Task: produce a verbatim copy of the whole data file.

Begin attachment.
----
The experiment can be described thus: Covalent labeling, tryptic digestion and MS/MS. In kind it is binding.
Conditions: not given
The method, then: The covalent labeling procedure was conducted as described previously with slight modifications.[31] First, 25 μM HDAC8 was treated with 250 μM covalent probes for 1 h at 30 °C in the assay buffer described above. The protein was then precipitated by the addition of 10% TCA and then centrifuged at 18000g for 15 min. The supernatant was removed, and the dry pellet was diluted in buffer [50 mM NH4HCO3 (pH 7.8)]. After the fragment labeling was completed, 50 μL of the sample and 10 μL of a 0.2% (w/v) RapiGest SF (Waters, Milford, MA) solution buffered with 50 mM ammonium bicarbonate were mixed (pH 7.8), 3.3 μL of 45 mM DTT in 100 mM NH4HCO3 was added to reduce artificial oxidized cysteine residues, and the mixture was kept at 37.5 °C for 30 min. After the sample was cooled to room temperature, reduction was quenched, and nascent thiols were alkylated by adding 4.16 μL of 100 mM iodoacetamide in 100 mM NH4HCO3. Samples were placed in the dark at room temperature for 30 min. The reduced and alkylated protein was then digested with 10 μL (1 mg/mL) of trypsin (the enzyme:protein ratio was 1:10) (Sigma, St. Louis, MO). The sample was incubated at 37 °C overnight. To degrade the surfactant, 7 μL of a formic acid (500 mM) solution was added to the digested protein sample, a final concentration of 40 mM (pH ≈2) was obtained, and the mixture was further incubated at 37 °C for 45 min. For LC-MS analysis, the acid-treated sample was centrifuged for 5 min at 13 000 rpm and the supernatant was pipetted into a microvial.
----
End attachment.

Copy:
The experiment can be described thus: Covalent labeling, tryptic digestion and MS/MS. In kind it is binding.
Conditions: not given
The method, then: The covalent labeling procedure was conducted as described previously with slight modifications.[31] First, 25 μM HDAC8 was treated with 250 μM covalent probes for 1 h at 30 °C in the assay buffer described above. The protein was then precipitated by the addition of 10% TCA and then centrifuged at 18000g for 15 min. The supernatant was removed, and the dry pellet was diluted in buffer [50 mM NH4HCO3 (pH 7.8)]. After the fragment labeling was completed, 50 μL of the sample and 10 μL of a 0.2% (w/v) RapiGest SF (Waters, Milford, MA) solution buffered with 50 mM ammonium bicarbonate were mixed (pH 7.8), 3.3 μL of 45 mM DTT in 100 mM NH4HCO3 was added to reduce artificial oxidized cysteine residues, and the mixture was kept at 37.5 °C for 30 min. After the sample was cooled to room temperature, reduction was quenched, and nascent thiols were alkylated by adding 4.16 μL of 100 mM iodoacetamide in 100 mM NH4HCO3. Samples were placed in the dark at room temperature for 30 min. The reduced and alkylated protein was then digested with 10 μL (1 mg/mL) of trypsin (the enzyme:protein ratio was 1:10) (Sigma, St. Louis, MO). The sample was incubated at 37 °C overnight. To degrade the surfactant, 7 μL of a formic acid (500 mM) solution was added to the digested protein sample, a final concentration of 40 mM (pH ≈2) was obtained, and the mixture was further incubated at 37 °C for 45 min. For LC-MS analysis, the acid-treated sample was centrifuged for 5 min at 13 000 rpm and the supernatant was pipetted into a microvial.